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- Ally’s money market account comes with paper checks and a debit card, making it easier for you to access your money than with a high-yield savings account.
- A money market account is good if you want easy access to your money like you’d get in a checking account, but with interest rates that are closer to high-yield savings.
- Ally doesn’t charge a monthly service fee, and it doesn’t require an initial deposit or minimum account balance. It may be a good fit for savers who don’t mind banking digitally and want to open all their accounts with one institution.
- You may like the Ally money market account if you already bank with and like Ally, but if you’re open to banking elsewhere, you can find higher interest rates on a money market account with another bank.
- See Business Insider’s picks for the best money market accounts »
Ally Financial is a bank that operates entirely online, providing loans, CDs, and checking and savings accounts. The Ally Money Market Account gives customers quick access to their money and an easy-to-use online interface.
A money market account is similar to a high-yield savings account. Both accounts are good places to store your savings, both pay variable interest rates, and federal law requires both to limit customers to six transactions per month.
The main difference between the two is that money market accounts typically provide easier access to your money than high-yield savings accounts. Many banks’ money market accounts come with paper checks, a debit card, or both. A money market account is good if you want to be able to access your money like you would with a checking account, but you also want the competitive rates closer to those you’d get with a high-yield savings account.
Ally provides you with both checks and a card when you set up a money market account, whereas its high-yield savings account comes with neither. This could make a money market account a more convenient place to store your emergency fund than a savings account, because you can tap into your savings if you need money fast.
0.75% on all balance tiers
- 24/7 support
- No monthly maintenance fees or minimum balance requirements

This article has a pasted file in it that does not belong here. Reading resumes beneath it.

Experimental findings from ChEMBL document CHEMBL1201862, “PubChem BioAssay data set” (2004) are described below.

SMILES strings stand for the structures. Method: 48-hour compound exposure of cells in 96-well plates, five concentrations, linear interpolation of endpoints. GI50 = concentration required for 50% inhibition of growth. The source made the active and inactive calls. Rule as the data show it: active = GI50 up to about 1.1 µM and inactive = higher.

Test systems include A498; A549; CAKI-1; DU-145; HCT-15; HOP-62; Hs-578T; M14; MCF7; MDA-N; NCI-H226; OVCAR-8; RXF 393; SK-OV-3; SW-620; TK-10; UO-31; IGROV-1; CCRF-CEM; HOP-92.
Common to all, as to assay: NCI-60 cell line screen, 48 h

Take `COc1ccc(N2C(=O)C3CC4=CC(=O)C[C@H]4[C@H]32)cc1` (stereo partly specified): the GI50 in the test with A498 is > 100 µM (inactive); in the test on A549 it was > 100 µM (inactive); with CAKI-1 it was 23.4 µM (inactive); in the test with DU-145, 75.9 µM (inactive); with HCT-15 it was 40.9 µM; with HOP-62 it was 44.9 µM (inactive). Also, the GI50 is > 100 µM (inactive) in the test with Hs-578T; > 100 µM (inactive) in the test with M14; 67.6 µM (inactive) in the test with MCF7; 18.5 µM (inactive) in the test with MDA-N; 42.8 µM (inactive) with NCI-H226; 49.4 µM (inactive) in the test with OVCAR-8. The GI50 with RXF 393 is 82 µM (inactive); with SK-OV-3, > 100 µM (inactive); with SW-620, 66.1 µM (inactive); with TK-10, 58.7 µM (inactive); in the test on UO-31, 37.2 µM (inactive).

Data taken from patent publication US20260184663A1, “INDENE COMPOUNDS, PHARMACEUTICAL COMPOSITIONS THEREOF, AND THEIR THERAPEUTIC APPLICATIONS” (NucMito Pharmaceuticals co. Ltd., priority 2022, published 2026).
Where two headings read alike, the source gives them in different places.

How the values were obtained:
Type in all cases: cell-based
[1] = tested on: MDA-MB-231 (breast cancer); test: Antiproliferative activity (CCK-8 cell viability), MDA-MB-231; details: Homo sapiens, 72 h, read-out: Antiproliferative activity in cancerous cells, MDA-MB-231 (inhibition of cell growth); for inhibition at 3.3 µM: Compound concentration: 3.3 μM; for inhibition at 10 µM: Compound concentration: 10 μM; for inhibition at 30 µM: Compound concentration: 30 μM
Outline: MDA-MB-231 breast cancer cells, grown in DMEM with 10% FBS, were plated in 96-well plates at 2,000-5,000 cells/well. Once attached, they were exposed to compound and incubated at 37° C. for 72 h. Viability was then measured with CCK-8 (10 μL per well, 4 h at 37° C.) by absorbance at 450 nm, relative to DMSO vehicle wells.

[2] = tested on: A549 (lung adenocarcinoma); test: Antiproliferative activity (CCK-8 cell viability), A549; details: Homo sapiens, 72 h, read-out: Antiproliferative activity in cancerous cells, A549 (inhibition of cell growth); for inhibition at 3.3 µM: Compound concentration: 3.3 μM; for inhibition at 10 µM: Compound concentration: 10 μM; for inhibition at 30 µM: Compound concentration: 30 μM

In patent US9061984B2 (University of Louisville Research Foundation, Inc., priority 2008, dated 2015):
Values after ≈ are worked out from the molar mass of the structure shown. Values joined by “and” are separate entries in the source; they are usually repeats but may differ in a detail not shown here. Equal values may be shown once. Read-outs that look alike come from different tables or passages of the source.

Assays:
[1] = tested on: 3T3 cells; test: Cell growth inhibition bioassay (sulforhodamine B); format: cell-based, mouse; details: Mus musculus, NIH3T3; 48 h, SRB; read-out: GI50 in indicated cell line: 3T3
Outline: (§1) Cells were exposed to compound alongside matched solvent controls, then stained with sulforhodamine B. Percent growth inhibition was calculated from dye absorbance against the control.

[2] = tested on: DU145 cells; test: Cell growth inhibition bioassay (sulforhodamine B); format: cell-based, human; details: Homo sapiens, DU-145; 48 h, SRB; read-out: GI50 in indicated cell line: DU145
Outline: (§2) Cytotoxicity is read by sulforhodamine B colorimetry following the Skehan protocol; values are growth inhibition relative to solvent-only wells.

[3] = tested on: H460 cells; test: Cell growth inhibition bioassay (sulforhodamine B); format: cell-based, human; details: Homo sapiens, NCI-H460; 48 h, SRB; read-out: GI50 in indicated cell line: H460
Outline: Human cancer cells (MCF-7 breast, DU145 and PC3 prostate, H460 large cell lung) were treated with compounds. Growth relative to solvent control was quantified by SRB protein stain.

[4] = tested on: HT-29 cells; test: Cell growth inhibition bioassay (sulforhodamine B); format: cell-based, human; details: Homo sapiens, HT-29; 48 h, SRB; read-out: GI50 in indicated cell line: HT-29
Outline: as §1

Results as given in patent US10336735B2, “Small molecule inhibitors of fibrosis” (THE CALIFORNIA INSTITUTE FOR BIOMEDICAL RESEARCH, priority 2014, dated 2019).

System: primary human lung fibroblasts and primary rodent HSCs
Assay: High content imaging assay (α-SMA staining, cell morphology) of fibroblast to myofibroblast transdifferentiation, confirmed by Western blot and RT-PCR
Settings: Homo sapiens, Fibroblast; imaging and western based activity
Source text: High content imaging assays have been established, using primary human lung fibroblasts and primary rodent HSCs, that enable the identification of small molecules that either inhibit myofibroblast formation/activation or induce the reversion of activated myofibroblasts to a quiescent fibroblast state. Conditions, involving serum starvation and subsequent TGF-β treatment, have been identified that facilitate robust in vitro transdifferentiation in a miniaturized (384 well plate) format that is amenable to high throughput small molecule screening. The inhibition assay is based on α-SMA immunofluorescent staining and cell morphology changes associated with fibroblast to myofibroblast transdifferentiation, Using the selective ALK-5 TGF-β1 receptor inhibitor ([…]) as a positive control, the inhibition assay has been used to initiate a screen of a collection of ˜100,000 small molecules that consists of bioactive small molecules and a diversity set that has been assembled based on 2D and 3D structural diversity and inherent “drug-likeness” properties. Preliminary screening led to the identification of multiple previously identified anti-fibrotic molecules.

- Your money earns money with interest compounded daily
- Limit of 6 withdrawals per statement cycle
- Access to checks and a debit card
- No opening deposit or minimum account balance
- No monthly service fee
- Access to a debit card
- Access to paper checks
- Out-of-network ATM reimbursements of up to $10 per month
- 24/7 customer service
- Easy-to-use mobile app
- Link to other Ally bank accounts
- Not the highest money market account APY
- No physical branch locations
- $10 excess transaction fee
Should you open an Ally money market account?
If you already bank with and like Ally, the Ally Money Market Account could be a good fit. However, if you’re open to or are already using another bank, you can find a higher interest rate on a different money market account that also offers easy access to your money.
However, despite its unremarkable interest rate, an Ally Money Market Account includes many of Ally’s best features: no opening deposit or minimum account balance (you will need to put money in the account to start earning interest, though) , zero monthly fees, 24/7 customer support, and a clean online interface.
Some banks pay higher interest rates for larger account balances, but Ally pays every member the same rate.
Money market accounts are known for making it simple for customers to retrieve their savings, and Ally helps you access your funds by sending you a debit card and paper checks when you set up your account.
Finally, an Ally Money Market Account is good for savers who don’t mind doing all their banking digitally. Ally doesn’t have any physical branch locations, so you’ll do all your banking online, through the app, and over the phone. Ally has strong customer support and an easy-to-use website and app, so if you’re looking for a digital bank, Ally is a good option.
The pros of an Ally Money Market Account
There’s no required opening deposit or minimum account balance
Ally does not require an initial deposit to open a money market account, and there’s no mandatory minimum account balance. However, you will need to put money into your account to start earning interest.
There’s no monthly service fee
You won’t pay a monthly fee to keep your money in an Ally money market account. Some banks charge a monthly fee but allow you to avoid paying by maintaining a minimum account balance. Ally doesn’t make you jump through any hoops — no one has to pay a service charge.
You have access to a debit card and paper checks
The main advantage of a money market account over a high-yield savings account is that your money is more accessible. Federal law limits you to six transactions per month with either type of account, but when the time does come to make a transaction, it’s usually easier to do so with a money market account than with a savings account.
Some competing banks offer both checks and cards, while others might provide just one or the other, or neither.
You’ll be reimbursed up to $10 per month for out-of-network ATM fees